An article from last month’s Risk Management Magazine discussed how OSHA has begun to pay more careful attention to the working conditions for cell tower workers as the major wireless carriers prepare for a massive building spree. The article noted that a race between providers to expand coverage, especially fast 4G and LTE service, has led to a worrying rise in worker deaths.
Numbers show that ten workers in the cell tower industry have died so far this year. The workers all died in falls from communication or cell towers. Beyond these ten deaths, another three workers suffered critical injuries in falls. An alarming cluster of four deaths back in August attracted the attention of OHSA officials who say they are considering drafting new safety regulations for those operating in the industry.
Based solely upon the number, ten deaths may not sound particularly scary. However, the number is deceptively small. To really understand those ten deaths, you must put them in context with the overall small size of the communication tower industry, which numbers less than 10,000 workers. Given this small size, surveys conducted by OSHA place the communication tower industry among the deadliest fields in which to work. In fact, only a few years ago, OSHA issued a press release saying that according to 2008 workplace accident figures, cell tower climbing ranked as the single most dangerous job in the country, outpacing notoriously deadly commercial fishing and coal mining.
Industry experts have said that the recent increase in worker deaths is likely due to a race between the biggest wireless carriers to upgrade and expand their networks. Specifically, Sprint and T-Mobile have launched huge initiatives and promised to spend hundreds of millions of dollars to better compete with the industry heavyweights, AT&T and Verizon. Sprint has said that its expansion into LTE service will require work on every one of its nearly 40,000 cell towers over the next few years.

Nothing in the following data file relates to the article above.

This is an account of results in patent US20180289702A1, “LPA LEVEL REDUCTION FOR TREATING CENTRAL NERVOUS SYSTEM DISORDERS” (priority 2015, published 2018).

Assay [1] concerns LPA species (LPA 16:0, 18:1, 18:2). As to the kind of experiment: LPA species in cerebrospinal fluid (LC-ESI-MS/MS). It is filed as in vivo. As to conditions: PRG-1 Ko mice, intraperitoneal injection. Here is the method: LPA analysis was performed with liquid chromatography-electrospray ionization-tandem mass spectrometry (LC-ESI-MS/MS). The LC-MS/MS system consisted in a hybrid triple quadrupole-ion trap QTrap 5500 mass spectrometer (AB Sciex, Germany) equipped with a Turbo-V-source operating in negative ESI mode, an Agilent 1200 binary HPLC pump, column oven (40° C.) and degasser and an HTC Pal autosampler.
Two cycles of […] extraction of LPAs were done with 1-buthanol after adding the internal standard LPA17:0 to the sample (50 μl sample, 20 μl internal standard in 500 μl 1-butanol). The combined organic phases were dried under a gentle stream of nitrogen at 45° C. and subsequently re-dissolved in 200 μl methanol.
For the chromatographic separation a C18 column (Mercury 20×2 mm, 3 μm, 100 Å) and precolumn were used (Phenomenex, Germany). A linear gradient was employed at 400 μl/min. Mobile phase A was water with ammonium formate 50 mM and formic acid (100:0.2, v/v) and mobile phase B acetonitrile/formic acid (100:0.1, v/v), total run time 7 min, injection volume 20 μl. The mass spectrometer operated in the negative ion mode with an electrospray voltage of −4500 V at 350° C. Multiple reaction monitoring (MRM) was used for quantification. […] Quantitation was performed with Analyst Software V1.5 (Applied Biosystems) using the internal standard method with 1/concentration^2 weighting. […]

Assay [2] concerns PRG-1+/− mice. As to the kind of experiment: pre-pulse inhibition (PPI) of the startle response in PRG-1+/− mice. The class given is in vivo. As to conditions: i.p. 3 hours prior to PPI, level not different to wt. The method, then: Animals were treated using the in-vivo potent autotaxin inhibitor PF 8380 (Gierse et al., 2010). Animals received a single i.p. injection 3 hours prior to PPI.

In response to the industry building boom, OSHA has said that it will be carefully watching for accidents and injuries to workers responsible for doing the heavy lifting. Specifically, OSHA has revealed that it is concerned about the role tight deadlines imposed by the wireless carriers might play in leading to unsafe working conditions. This announcement alarmed many in the industry who had gotten used to watching the carriers avoid liability for accidents due to the widespread use of contractors.
Even though the wireless companies may not directly employ the injured workers, OSHA says that overly tight deadlines might still be the cause of some accidents. With workers frequently putting in 12 or even 16-hour shifts, many believe that potentially fatal mistakes are all but guaranteed. Whether OSHA is able to rein in the industry remains to be seen, but it’s something that will be closely watched by company officials and workers alike.